In an attempt to garner some support for Roman Reigns, WWE put him in a storyline opposite the most popular babyface in the company. It's a risky decision...but it could pay off. Reigns and Bryan seem to have chemistry when opposite each other, as well as an odd-couple tag team as demonstrated on Smackdown last week and hopefully that will feed into their contest here. Reigns will need to put in a performance of his career to quell the "smart" fan uprising against Reigns that was seen during his Royal Rumble victory, if he's going to go over Bryan and head to WrestleMania. A dusty finish would almost seem like the easy option for WWE, having Bryan compete in the Triple threat at WrestleMania, whilst still allowing Reigns to win the title, by keeping that vocal section of the fanbase happy. 

Prediction - Roman Reigns wins, fans say Bryan "carried him".

Face to Face Confrontation
Triple H and Sting

Naitch forgot to flush again.

Face to Face confrontation. A confrontation that will happen face to face. Sting and Triple H will look at each other for the first time since...last month. LAST MONTH! FACE TO FACE CONFRONTATION! LAST MONTH! Triple Aitch will most likely pull out one of his long meandering promos, and reference the Monday Night Wars and such other things. Eventually Sting will arrive and there'll be some WrestleMania challenge thrown down. FACE TO FACE! CONFRONTATION!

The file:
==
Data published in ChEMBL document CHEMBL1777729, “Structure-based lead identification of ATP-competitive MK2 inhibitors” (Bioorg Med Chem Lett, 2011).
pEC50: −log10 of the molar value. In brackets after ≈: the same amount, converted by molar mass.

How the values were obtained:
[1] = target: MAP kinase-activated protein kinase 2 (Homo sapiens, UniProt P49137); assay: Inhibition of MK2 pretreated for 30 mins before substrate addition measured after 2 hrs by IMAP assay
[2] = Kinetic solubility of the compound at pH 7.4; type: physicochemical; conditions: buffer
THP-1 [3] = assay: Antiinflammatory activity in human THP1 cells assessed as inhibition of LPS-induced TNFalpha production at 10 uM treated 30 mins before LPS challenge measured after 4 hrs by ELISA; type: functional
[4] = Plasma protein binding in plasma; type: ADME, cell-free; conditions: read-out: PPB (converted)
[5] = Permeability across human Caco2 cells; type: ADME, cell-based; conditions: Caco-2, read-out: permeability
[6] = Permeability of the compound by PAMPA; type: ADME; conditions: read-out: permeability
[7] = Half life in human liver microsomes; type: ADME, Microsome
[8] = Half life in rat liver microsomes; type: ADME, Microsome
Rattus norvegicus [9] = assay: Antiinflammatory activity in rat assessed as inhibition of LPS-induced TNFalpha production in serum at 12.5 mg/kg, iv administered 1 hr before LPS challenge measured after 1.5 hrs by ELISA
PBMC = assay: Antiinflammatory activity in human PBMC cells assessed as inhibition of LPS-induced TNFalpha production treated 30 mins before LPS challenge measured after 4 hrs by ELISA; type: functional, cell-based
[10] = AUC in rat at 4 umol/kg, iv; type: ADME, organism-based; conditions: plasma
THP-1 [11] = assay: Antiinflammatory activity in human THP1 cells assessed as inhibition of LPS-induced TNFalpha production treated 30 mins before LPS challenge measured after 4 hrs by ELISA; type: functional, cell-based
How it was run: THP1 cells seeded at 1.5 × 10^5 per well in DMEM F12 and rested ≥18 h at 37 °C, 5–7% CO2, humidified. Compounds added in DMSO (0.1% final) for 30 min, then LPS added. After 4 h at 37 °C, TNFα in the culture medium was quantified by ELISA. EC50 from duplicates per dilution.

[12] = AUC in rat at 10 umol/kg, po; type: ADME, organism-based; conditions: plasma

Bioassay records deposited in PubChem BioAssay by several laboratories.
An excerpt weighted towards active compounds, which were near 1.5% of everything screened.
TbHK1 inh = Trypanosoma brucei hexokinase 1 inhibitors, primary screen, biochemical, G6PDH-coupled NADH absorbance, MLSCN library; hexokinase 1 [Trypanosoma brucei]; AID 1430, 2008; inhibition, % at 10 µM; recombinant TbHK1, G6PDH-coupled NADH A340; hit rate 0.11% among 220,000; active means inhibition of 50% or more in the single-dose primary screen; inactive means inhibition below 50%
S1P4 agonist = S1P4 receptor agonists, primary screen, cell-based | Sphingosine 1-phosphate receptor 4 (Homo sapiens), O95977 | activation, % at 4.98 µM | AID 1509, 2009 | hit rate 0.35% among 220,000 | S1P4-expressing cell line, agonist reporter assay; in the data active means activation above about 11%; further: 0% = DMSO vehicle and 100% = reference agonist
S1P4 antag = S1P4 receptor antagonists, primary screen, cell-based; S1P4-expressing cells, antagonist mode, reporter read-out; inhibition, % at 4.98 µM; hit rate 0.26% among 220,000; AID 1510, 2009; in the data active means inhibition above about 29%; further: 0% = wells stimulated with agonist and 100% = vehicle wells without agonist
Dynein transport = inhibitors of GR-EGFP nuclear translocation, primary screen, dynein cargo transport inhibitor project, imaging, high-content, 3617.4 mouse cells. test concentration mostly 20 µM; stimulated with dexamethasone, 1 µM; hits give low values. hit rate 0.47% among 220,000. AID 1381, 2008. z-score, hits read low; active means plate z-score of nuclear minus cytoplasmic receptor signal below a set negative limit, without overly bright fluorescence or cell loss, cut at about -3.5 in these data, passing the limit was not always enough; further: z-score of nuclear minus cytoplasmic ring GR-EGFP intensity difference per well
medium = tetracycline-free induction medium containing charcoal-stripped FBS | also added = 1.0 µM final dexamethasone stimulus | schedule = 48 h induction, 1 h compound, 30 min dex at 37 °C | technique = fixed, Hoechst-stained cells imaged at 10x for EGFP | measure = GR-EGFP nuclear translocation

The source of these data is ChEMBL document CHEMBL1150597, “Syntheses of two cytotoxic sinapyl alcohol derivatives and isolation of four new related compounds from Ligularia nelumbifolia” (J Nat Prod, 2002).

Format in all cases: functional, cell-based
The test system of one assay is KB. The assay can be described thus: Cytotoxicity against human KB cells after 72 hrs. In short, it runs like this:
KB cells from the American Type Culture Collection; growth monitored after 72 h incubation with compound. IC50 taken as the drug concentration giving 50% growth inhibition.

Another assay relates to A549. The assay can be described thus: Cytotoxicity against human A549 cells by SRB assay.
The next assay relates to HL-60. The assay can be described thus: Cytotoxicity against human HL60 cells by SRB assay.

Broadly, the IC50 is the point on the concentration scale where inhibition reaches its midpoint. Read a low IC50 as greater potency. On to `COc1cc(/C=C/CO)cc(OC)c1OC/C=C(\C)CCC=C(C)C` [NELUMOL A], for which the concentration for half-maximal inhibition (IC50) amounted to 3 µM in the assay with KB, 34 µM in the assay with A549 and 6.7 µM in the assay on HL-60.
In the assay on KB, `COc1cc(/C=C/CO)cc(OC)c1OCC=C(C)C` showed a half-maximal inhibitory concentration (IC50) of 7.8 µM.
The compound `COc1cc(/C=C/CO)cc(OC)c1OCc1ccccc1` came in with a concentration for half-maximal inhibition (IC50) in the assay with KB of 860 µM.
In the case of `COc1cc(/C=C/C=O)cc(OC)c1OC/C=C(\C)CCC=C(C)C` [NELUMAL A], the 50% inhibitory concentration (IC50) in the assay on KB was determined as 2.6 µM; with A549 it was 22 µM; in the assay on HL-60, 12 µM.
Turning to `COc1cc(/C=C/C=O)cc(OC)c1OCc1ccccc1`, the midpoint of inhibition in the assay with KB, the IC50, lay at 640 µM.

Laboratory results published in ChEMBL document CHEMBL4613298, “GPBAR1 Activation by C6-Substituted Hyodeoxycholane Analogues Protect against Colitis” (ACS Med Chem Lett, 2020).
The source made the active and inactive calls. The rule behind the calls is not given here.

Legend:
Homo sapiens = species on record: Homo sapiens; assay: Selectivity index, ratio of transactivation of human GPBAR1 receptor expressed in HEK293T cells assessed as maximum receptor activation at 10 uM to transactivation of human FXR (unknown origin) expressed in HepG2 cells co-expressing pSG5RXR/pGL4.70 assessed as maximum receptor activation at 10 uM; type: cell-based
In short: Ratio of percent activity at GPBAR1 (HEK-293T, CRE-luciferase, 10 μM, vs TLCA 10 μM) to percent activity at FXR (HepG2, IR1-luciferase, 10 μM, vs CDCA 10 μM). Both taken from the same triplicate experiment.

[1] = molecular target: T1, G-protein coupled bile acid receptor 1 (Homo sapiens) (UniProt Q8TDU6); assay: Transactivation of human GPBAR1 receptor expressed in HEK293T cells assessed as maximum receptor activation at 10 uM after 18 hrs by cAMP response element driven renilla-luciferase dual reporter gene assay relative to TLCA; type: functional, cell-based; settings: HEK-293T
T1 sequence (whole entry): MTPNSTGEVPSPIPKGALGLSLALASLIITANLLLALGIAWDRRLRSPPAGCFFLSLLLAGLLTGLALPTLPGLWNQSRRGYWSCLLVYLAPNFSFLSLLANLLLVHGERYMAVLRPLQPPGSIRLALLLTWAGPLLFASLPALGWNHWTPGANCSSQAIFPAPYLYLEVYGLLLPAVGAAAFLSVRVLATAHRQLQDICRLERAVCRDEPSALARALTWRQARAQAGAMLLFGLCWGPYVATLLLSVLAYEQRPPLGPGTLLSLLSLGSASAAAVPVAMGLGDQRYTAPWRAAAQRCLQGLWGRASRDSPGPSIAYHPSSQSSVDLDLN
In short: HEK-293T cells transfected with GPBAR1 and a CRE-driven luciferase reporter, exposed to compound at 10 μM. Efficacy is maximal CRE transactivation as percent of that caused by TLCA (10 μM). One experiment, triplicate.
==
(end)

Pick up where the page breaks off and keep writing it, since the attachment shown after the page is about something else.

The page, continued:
Prediction - There will be a FACE TO FACE CONFRONTATION!

Singles Match for the United States Championship
Rusev (C) vs. John Cena

Rusev have boo boo spot.

Head to Head Record - FIRST TIME MEETING

John Cena's spent most of the last month taking the piss out of Rusev's accent and Lana's breasts, because he's John Cena and can do what the fuck he likes. Suddenly being portrayed as the old man veteran of the roster, whilst Kane and Big Show whizz about like spring chickens, Cena has been having trouble with his eye as of late, so expect that to be a large focus of the match on Sunday. Rusev's proved he's best when given a good story to tell in the ring, see his SummerSlam bout with Jack Swagger, so Cena's eye injury and the fact that Cena is the first real threat to Rusev's undefeated streak should provide enough for these too to put on, at least, a decent match. Although, I wouldn't expect a squeaky clean finish just yet.

Prediction - Cena wins via Countout, Rusev retains the United States Championship.

Singles Match for the Intercontinental Championship
Bad News Barrett (C) vs. Dean Ambrose

Who knew Dean Ambrose was a Manchester United fan, eh?

Head to Head Record - Barrett, 1 win. Ambrose, 2 wins